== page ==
The Trump administration has in fact, either accidentally or by design, laid out aggressive markers in three parts of the world — three red lines — without any serious strategy as to what happens when they are crossed.
.. The president has specifically promised that North Korea would never be able to develop a nuclear weapon that could reach the United States. Meanwhile, CIA Director Mike Pompeo says Pyongyang is “a handful of months” away from having this capability.
.. So what happens when that red line is crossed? What would be the American response? Victor Cha, a seasoned expert who was expected to be the nominee for ambassador to South Korea, told the administration that there really is no limited military option, not even a small strike that would “bloody” the nose of the North Korean regime. For this frank analysis, he was promptly droppedfrom consideration for the ambassadorship... But being right is not the same as being smart. Most experts predicted that Pakistan would respond to the U.S. action in two ways: First, by pursuing closer relations with China, which can easily replace the aid. Second, the Pakistani military would ratchet up the violence in Afghanistan, demonstrating that it has the capacity to destabilize the pro-American government in Kabul, throw the country into chaos and tie down the U.S. forces that are now in their 17th year of war... Thomas Schelling, the Nobel Prize-winning scholar of strategy, once remarked that two things are very expensive in international affairs: threats when they fail, and promises when they succeed. So, he implied, be very careful about making either one... Trump seemed to understand this when his predecessor made a threat toward Syria in 2013, and Trump tweeted: “Red line statement was a disaster for President Obama.” Well, he has just drawn three red lines of his own, and each of them is likely to be crossed.
Histories of past presidential scandals reveal common threads and turning points — but also show how Trump stands alone.American presidents get the scandals they deserve.Richard Nixon’s paranoia produced Watergate. Ronald Reagan’s indifference contributed to Iran-contra. Bill Clinton’s appetites led to impeachment. And Donald Trump’s delusions — about his singular abilities and the impunity of his office — are propelling the crisis of legitimacy threatening his presidency.
.. What distinguishes the Trump scandal is how its central character appears to combine the worst qualities of his troubled predecessors. How, rather than evolving into scandal, this presidency was born into it. And above all, how perceptions of the president’s integrity and honor — which proved critical in the outcomes of past political and constitutional crises — are barely an issue for a man without moral high ground left to lose.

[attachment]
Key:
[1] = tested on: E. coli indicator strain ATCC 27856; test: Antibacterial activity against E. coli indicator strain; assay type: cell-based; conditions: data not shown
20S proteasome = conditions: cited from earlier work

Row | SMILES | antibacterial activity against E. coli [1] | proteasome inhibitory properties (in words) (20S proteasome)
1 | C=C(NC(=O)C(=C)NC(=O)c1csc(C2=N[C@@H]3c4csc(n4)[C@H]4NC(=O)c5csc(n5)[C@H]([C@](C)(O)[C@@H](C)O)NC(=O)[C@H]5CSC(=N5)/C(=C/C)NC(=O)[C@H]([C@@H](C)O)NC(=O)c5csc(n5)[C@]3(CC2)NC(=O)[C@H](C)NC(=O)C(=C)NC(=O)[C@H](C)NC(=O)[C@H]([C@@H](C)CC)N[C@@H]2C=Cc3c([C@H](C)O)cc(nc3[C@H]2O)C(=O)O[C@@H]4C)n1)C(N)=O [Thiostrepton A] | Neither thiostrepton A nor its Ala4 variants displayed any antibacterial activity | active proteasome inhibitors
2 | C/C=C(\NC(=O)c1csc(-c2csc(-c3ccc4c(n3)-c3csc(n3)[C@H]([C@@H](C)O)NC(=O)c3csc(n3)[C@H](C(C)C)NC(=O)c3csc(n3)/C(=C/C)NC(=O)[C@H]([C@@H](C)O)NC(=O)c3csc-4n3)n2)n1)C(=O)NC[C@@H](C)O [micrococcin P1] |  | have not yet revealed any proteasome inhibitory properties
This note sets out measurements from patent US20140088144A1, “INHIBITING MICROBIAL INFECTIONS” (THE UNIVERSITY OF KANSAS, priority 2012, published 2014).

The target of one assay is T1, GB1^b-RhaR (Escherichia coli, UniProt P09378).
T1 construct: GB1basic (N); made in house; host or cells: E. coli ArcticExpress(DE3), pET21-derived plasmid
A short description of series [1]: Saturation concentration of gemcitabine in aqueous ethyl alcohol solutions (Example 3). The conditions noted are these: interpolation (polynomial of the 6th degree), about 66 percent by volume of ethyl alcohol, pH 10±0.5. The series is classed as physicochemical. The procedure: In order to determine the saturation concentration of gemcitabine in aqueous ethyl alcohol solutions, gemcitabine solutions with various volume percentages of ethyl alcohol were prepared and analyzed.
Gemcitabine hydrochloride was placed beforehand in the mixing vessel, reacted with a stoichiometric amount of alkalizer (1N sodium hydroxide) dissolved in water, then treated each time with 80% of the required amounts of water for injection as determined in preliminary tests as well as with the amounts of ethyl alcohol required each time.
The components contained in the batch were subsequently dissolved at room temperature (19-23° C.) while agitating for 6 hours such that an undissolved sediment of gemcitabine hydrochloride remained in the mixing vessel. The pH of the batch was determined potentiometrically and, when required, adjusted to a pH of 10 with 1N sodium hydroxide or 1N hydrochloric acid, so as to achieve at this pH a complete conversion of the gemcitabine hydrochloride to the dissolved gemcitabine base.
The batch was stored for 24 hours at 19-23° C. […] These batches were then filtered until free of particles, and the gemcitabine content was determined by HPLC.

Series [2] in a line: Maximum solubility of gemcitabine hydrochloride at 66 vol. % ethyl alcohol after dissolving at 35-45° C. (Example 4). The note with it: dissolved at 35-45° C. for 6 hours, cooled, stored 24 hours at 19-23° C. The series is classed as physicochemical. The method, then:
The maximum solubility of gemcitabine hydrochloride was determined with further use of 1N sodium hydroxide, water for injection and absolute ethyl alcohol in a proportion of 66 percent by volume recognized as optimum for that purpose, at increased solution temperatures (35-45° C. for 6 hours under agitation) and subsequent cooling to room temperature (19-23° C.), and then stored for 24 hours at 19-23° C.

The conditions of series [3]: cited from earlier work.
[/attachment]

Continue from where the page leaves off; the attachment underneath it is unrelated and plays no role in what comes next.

.. This is not President Trump in 2017, but rather descriptions of Clinton and Nixon, respectively, at the height of the Lewinsky and Watergate sagas. Indeed, one of the most recurring images of a White House in turmoil is the isolated and vengeful commander in chief
.. Trump may spend lonely nights and mornings with the remote and the phone, but historically speaking, he has plenty of company.
.. Haig even repeatedly urged a top telecommunications policy official to not bring anything substantive to Nixon’s attention. “The President isn’t in any shape to deal with this,” he explained.
.. Clinton’s famous ability to compartmentalize, to carry on amid the ever-expanding inquiry by independent counsel Kenneth Starr, was largely for show, Baker reports. “In private, Clinton was consumed with the Starr investigation and its collateral damage, sometimes so preoccupied that he appeared lost during meetings.” Clinton told Cabinet members that he had woken up “profoundly angry” every day for 41/2 years. Imagine what his morning tweetstorms would have been like.
.. In the same way Trump says digging into his personal finances would be a red line Mueller should not cross, Nixon regarded Cox’s attempts to secure his tapes as “the ultimate defiance” meriting dismissal.
.. The effort by Trump and his supporters in the right-wing media to depict Mueller’s probe into Russian electoral interference as a partisan “witch hunt” — another common phrase across these scandals — is a time-honored tactic for any White House under siege. Haig and Nixon press secretary Ron Ziegler agreed on the need to “place the impeachment issue in as partisan a light as possible,” and the Clinton team reached the same conclusion more than 20 years later. Baker describes the latter group’s strategy during the impeachment fight: “Attack the accusers, demonize the investigators, complain about partisanship while doing everything to foment it.”